Loading
Notes
Study Reminders
Support
Text Version

Techniques for Operating System, Database and Application Hardening

Set your study reminders

We will email you at these times to remind you to study.
  • Monday

    -

    7am

    +

    Tuesday

    -

    7am

    +

    Wednesday

    -

    7am

    +

    Thursday

    -

    7am

    +

    Friday

    -

    7am

    +

    Saturday

    -

    7am

    +

    Sunday

    -

    7am

    +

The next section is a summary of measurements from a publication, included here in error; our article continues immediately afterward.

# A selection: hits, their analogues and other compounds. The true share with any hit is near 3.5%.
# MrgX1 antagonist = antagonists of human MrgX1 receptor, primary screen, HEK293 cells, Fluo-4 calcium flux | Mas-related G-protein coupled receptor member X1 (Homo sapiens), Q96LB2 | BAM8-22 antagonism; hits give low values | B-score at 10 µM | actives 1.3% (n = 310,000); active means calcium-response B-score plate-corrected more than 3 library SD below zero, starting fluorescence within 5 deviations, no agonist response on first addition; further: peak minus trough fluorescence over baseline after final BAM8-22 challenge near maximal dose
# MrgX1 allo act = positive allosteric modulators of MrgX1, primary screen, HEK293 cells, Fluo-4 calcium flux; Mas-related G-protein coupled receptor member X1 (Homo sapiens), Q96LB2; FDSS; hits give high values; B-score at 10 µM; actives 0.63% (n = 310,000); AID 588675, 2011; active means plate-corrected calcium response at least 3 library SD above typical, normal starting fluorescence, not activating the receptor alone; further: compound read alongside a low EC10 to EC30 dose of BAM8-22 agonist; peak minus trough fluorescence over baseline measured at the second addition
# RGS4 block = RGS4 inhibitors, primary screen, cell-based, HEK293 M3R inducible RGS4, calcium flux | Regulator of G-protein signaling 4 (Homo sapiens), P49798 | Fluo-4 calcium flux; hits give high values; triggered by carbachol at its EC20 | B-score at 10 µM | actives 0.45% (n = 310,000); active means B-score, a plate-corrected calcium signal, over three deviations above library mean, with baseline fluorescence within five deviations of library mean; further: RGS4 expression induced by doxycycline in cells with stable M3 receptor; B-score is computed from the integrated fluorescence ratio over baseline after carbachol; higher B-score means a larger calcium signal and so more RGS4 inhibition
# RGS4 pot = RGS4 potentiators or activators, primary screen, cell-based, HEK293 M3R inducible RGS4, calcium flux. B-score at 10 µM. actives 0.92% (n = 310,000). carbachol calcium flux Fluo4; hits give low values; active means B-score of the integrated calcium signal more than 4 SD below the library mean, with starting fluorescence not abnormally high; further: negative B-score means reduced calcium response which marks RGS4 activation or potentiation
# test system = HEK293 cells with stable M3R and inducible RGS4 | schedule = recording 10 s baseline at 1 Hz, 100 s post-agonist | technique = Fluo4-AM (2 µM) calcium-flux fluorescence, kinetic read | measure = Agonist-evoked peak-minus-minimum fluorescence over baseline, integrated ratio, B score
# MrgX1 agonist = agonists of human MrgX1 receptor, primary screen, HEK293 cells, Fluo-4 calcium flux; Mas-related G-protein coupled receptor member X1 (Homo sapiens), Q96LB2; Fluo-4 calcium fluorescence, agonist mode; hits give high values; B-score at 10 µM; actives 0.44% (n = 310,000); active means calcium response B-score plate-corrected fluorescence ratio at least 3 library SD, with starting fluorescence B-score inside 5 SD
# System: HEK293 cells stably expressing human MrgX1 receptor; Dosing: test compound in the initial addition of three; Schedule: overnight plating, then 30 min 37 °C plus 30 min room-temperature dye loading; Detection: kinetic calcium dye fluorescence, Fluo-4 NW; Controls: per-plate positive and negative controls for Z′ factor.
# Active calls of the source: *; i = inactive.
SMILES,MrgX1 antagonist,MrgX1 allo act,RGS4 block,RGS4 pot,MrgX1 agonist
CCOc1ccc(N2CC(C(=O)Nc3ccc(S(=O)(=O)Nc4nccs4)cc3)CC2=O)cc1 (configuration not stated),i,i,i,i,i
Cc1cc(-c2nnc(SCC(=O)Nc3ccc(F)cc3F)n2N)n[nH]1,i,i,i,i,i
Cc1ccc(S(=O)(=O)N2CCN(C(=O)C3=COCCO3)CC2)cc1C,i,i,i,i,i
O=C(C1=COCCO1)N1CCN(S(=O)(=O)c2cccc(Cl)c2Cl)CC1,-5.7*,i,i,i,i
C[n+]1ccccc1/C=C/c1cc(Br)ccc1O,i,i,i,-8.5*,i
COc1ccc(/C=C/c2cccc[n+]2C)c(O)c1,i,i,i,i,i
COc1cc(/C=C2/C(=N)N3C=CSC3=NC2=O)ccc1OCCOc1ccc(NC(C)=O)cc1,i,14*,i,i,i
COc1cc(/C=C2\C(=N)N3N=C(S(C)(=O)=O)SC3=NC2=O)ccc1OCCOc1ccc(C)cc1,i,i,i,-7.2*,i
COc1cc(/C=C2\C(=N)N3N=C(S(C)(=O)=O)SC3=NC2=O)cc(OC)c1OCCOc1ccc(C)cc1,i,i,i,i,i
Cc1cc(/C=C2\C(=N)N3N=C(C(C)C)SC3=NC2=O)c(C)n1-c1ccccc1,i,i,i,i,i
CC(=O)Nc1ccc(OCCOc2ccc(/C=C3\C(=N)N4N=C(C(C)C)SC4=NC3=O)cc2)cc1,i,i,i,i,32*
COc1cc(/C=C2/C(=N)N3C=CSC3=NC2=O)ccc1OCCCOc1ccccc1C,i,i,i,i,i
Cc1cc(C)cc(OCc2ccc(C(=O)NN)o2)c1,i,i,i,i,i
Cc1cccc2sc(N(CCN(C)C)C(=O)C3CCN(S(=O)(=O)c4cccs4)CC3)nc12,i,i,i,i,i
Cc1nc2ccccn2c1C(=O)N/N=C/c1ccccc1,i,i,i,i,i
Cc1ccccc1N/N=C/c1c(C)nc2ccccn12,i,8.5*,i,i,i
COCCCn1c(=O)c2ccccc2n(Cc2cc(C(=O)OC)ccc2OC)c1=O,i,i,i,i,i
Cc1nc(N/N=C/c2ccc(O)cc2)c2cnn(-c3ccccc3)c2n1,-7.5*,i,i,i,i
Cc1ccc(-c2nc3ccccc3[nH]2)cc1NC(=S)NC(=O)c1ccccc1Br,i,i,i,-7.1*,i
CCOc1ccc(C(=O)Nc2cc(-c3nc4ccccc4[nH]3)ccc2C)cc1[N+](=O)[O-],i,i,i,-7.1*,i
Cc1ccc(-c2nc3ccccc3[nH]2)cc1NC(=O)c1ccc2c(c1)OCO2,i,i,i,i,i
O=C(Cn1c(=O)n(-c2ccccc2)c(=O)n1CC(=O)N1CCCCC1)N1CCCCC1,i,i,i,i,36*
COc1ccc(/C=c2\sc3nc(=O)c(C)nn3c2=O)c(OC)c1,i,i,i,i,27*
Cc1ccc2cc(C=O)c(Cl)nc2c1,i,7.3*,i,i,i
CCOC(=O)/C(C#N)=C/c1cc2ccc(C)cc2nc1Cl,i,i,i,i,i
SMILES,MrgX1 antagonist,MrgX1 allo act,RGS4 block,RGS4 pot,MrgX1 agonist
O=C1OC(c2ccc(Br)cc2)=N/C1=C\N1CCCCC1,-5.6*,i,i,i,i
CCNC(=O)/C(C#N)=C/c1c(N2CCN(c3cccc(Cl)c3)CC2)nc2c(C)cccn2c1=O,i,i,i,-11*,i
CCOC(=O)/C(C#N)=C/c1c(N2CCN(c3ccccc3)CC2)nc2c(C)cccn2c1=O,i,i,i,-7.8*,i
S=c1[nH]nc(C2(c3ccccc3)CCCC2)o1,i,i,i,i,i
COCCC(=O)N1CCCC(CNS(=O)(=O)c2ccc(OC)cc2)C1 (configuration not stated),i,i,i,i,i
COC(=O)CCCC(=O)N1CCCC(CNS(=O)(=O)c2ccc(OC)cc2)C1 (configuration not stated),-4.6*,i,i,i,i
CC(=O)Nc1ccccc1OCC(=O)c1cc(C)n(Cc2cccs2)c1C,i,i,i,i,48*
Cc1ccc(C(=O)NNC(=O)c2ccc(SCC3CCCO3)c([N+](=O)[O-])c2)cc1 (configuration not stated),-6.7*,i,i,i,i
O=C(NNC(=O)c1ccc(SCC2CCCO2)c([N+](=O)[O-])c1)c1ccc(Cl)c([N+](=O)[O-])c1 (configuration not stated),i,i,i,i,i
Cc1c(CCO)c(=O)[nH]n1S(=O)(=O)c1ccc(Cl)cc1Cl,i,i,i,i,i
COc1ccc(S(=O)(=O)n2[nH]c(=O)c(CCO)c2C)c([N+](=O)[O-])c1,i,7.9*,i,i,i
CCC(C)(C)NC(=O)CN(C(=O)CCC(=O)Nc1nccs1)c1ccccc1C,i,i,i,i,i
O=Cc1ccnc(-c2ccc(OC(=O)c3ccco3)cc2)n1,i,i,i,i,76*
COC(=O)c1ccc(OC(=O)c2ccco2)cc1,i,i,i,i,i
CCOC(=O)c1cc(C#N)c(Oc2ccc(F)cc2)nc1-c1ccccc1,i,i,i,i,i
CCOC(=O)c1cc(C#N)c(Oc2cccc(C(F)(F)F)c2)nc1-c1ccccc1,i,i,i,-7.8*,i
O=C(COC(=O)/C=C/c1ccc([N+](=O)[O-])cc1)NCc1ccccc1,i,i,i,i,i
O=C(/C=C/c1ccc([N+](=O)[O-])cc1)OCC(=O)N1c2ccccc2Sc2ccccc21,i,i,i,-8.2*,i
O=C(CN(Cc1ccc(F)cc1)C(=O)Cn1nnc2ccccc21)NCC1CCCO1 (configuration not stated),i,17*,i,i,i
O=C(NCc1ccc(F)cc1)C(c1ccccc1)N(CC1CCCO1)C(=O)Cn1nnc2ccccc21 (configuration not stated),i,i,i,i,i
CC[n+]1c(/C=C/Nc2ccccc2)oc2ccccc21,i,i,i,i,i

Minimizing the surface area and the attack area on operating systems and databases is a key tenet of operational security let's talk about techniques for operating system database and application hardening in configuration management a baseline is an agreed-upon description of the attributes of a product at a point in time which serves as a basis for defining change a change is a movement from this baseline state to a next state the identification of significant changes from the baseline state is the central purpose of baseline identification typically significant states are those that receive a formal approval status either explicitly or implicitly an approval status may be marked individually when a prior definition for that status has been established by project leaders nevertheless this approval status is usually recognized publicly thus a baseline may also mark an approved configuration item that a project plan has been signed off for in terms of execution generally a baseline may be a single work product or a set of work products that can be used as a logical basis for comparison a baseline may also be established as the basis for subsequent select activities when the work products meet certain criteria such activities may be attributed with formal approval conversely the configuration of a project or product often reflects one or more baselines the current configuration refers to the current status current audit or metrics similarly frequency should be considered now this should include all revisions of all items or the latest revisions of the items or the product a baseline security check is an organizational instrument with the help of interviews the status quo of an existing network relative to the number of security measures implemented from the it baseline protection catalogs can be investigated so what happens here is as you gather this notion of a dispensable baseline or whether an asset is dispensable as you gather this notion of a baseline you can identify what a default security posture is for a system in a given state of time and you may identify that as you audit on an ongoing basis that these baselines tend to modify or creep sometimes we will need to track those modifications and we may actually update our baseline to include certain changes and other times that when we detect deviations from the security baseline it may be an actual security vulnerability that we've introduced and we may need to mitigate that reverting back to the security baseline that was originally put into place a baseline security check gives information about measures which are still missing and from this what follows is what remains to be done to achieve baseline protection now not all measures suggested by a baseline check need to be implemented peculiarities are to be taken into account it could be that several more or less unimportant applications are running on a server which have lesser protection needs now in totality however those applications are to be provided with a higher level of protection this is kind of a cumulative effect the applications running on the server determine the need for protection and this connection it should be noted that several it apps can run on an it system and when this occurs the application with the greatest need for protection determines the iit systems protection category many vendors provide baseline security configuration templates or best practices for their platforms some general best practices are disabled services and features that aren't being used for instance a windows operating system can have ftp file and print sharing and a number of other services enabled but if it's only functioning as a web server then we're necessarily opening this server up to different attack vectors the same holds true with networking devices databases and applications as well in computing hardening is usually the process of securing a system by reducing its surface of vulnerability which is larger when a system performs more functions now in principle a single functioning system may be an appliance for instance is more secure than a multi-purpose one in principle a single purpose machine is more secure than a multi-purpose one reducing available ways of attack typically include the removal of unnecessary software unnecessary usernames or logins and the disabling or removal of unnecessary services there are various methods of hardening linux systems this may involve among other measures applying patches to the kernel such as exec shield or packs closing open ports setting up intrusion detection systems and firewalls and there are also hardening scripts and tools like linus bastille linux and js for solaris and apache http php hardener that can be run for example which deactivate unneeded services and provide other protective measures another best practice is to disable unused application and operating system service accounts and to make sure that no shared accounts are being used server hardening checklists should be incorporated into the operating system build process or into a golden virtual machine image and these checklists should be audited and updated on a periodic basis so having a checklist and implementing it's on thing but we need to periodically validate the os against the baseline because things change in computing environments sometimes the application of a patch may open up or enable a service for instance it's important to distinguish between software-based vulnerabilities which require patching for remediation and configuration-based vulnerabilities which can be mitigated now achieving a hard and secure build standard is really what a hardening program is all about and this provides a constant level of security configuration hardening presents a uniquely tough challenge as the level to which you can harden depends on your environment applications and working practices for example removing web and ftp services from a host are good basic harding practices however if the host needs to act as a web server then this isn't going to be a sensible hardening measure similarly if you need remote access to the host via the network then you'll need to open firewall ports and enable terminal server services or ssh services on that host otherwise these should always be removed or disabled to help secure that host conversely patching is a much simpler discipline with a general rule that latest versions are always the best and most secure just make sure to test it and so it doesn't bring down the system as we learned in this section minimizing the attack surface area of operating systems and databases and apps is a key tenet of operational security a baseline is an agreed description of the attributes of a product at a point in time which serves as a basis for identifying change. A change is a movement from this baseline state to the next state and the identification of significant changes from the baseline state is the central purpose of baseline identification having security baseline checklists that drive operating system database network and app builds ensure that they're deployed in a hardened state to begin with next we periodically audit these devices against that baseline and then subsequently update our build checklists as needed.